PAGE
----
Friday, November 4, 2022

’Tis the End of a Season

Time to review the potted flax adventure of the summer of 2022. It was interesting. That is the Minnesota way of saying, uh, maybe not so good. The crop ended up being unimpressive. Although I did get some flax stalks, they are nothing like a crop produced in full sun in a field. Surprisingly, there were also very few flowers. All in all, it wasn’t very happy flax.

It’s hard to see in this image, but the ultimate height 
of the potted flax was no more than 30 inches. 
That’s several inches shorter than flax planted in a field.

...even though the crop was well-supervised by this little frog!

And the final result! Harvested flax from the pots.
They are short, fairly curly flax stalks with the most delicate of roots.

Even with the “meh” results, it was a good learning experience. I will still dry, ret, and use this flax, so keep in touch on that progress.

In the end, I have concluded that flax is best grown in a field, free to blow and bend in the wind, supported by others of its kind. (When you consider it, we aren’t so different from flax stalks. If you keep us bound, without the freedom to become who we are meant to become, we stagnate and become less of who we could be!)

I am seeking a small plot of sunny land for next summer, where the flax may grow tall and flourish. Please get in touch with me if you have such a plot. A spot in a plowed field (about 20 x 20 feet just for management purposes) and at the western edge of the Twin Cities metro would be my ideal site.

Next post. . . more about my ASI Teaching Tools Grant work.

Thursday, September 15, 2022

Patience is Virtuous!

And quite successful. Although it took a full two weeks, the flax is retted! 

Here is the final view of the nasty, smelly pool just before I took out the flax to test it:

Flax retting in a blue puppy pool, in dark, tea-colored water.
You cannot even see the flax through the "tea" water of bacteria
and other decaying matter.

The next step was to drain the water. 

Retted flax lying in the drained puppy pool
Yes, the flax was indeed submerged, soaked through and through.

But look at how pretty it became when it was rinsed!

Close-up image of retted and rinsed flax
It's a lovely, natural flax/linen color. 
No longer stinky either!

The next step is to let it dry. Then it's ready for further processing (braking, scutching, and hackling) into spinnable fiber!

I'm sure that those of you who want to try this for yourself would appreciate a peek at what a retted flax stalk should look like, so here's a video in which I've rubbed and broken a stalk to show how the retting breaks down the outer casing of the flax to reveal the fiber threads beneath:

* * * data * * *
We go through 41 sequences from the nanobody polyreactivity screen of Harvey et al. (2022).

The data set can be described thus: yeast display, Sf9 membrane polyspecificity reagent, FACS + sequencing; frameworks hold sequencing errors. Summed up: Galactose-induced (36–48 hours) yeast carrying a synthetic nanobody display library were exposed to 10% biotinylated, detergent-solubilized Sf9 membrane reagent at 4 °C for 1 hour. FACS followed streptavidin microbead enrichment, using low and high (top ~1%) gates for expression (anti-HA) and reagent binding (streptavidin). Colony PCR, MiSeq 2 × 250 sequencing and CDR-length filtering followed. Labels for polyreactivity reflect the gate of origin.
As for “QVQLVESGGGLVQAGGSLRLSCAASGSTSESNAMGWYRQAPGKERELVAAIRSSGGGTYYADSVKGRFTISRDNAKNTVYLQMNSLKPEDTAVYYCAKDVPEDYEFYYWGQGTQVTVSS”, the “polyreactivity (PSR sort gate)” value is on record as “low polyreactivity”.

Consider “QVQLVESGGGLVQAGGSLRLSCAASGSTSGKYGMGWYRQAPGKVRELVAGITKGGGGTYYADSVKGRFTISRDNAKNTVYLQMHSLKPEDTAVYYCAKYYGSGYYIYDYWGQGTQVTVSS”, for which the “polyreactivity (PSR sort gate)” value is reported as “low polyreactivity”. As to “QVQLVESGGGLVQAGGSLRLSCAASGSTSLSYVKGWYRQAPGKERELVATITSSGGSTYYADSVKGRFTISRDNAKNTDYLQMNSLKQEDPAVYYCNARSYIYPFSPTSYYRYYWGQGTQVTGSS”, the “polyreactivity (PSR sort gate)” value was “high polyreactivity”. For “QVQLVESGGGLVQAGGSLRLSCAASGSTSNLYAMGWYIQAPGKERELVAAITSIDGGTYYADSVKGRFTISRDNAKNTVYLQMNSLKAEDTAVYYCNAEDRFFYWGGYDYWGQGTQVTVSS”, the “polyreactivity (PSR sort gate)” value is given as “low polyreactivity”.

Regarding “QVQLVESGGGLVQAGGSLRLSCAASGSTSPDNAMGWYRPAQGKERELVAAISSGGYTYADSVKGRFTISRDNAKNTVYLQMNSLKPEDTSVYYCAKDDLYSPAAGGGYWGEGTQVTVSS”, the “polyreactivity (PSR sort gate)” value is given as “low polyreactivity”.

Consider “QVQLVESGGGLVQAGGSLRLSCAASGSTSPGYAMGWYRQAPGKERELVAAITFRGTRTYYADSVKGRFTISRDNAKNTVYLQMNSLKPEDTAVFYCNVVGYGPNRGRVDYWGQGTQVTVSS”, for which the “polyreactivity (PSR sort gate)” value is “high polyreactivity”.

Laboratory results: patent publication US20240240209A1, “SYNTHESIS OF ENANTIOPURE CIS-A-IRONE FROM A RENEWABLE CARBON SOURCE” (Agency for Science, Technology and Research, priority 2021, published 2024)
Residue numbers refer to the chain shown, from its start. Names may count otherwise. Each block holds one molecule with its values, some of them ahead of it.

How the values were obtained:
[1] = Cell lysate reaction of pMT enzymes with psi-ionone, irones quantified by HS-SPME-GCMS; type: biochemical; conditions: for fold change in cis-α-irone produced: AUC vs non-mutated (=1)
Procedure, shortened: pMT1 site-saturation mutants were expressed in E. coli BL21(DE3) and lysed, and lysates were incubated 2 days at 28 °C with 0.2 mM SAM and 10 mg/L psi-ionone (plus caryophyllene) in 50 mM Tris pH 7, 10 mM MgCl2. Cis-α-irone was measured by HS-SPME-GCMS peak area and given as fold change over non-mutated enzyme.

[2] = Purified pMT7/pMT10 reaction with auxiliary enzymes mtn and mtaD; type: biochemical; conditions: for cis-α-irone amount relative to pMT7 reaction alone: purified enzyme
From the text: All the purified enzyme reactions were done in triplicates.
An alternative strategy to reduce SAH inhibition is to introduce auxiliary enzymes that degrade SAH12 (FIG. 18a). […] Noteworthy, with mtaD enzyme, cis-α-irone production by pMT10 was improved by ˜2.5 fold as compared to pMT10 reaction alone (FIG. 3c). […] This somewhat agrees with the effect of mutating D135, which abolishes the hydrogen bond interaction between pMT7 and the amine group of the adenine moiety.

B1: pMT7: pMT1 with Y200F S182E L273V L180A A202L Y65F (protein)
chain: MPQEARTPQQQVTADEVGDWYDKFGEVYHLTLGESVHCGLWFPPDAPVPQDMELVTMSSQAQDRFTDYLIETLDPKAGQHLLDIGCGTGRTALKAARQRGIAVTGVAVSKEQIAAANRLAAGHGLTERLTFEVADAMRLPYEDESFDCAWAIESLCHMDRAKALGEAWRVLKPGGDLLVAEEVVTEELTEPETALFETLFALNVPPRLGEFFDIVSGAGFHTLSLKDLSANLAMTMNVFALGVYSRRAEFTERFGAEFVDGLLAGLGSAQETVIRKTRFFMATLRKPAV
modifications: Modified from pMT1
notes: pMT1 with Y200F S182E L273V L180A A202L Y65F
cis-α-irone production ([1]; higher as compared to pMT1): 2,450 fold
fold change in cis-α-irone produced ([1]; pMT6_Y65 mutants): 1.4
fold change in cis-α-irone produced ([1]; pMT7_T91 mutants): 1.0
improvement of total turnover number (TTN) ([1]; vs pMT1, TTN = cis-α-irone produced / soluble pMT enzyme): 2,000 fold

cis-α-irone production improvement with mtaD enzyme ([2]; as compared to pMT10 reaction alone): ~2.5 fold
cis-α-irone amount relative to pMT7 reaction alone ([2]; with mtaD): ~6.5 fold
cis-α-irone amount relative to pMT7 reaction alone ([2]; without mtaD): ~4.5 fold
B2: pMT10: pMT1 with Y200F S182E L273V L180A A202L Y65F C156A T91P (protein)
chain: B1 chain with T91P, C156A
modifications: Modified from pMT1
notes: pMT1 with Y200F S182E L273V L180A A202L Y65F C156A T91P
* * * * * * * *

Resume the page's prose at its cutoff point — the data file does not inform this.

I still need to update you on the ongoing progress with my ASI Teaching Tools Grant. Next post, I promise!

Thursday, September 1, 2022

Ret = Rot = Patience

So much has advanced with my ASI Teaching Tools Grant project! But today, I want to share some photos from my first attempt to pool-ret a flax crop. (My first attempt at retting flax occurred over a winter season as a "snow-retting" and left a great deal to be desired.) 

A friend with a farm down the road gave me his dried, but not retted, flax crop which he grew as a test crop a few years ago. As the summer winds down, this gift has become a great opportunity to experiment with pool retting before diving into my potted flax crop processing. So, last Saturday, August 27th, I got out the puppy pool (a hard-sided, portable pool) and the entire gifted crop (just a few handfuls of flax stalks) to begin an experiment with retting the stalks.

First, an explanation of the word "ret." In Swedish, "ret" translates to "rot." And that is exactly what needs to happen to the outer matter of the flax stalk to allow the strong, spinnable fibers to be released from the stalk. Retting can be done by soaking the flax in a pond or stream (or a puppy pool), by laying it out in dewy grass for a few days to weeks, or through chemical means, which is a process left to commercial flax mills—although, ironically, chemicals, even though they are more controllable, are not an ideal way to ret it and can even damage the fiber. Flax likes to keep things close to the earth!

Fortunately, the pool was just the right size for the stalks.

I used bricks to keep the stalks submerged.

The process can take from 5 days in ideal, warm conditions, to perhaps 2 weeks. Our property is heavily wooded, so sunlight is not very available. Therefore, the pool water has remained cool to barely lukewarm. I think a warmer environment would be beneficial, yet I also consider areas of the world where flax is retted in streams and ponds, such as Ireland and Scotland, where a cool climate reigns. The retting will take longer in cooler waters, but it will still happen, so I'm not concerned. Let time do its thing!

Here is the retting flax after 3 days. The water has turned the color of English tea—and horribly stinky! You can see that the biological matter in the stalks is breaking down through the water's foaming. The foaming becomes even more dramatic as I exchange some of the water for fresh, which should be done every day to every few days.

I am testing the flax daily to see the retting progress. To do that, I pick out a stalk to bend and manipulate. You know the flax is ready to pull out of the bath when the outer skin starts sloughing off and revealing the flax "threads" beneath. I'll post photos of what that should look like when it happens. Today is the 5th day in the retting process, and the stalks are still quite intact. Patience is needed! 

My next post will be an update on the flax pots and the ASI teaching tools grant progress. Much has happened in those areas. But for today, I will let retting flax ret!

Friday, August 19, 2022

 It Works! She lives!

Image of a wooden flax brake with flax placed on top.

What you see here resting on my outdoor worktable is a prototype of a fully functioning tabletop Flax Brake! I am thrilled! This will now serve as my working (yay!) guide for making the final maple brake for the American Swedish Institute Teaching Tools Grant I received early this summer.

Check out the product of the first test—properly broken flax stalks!

Image of hand holding broken flax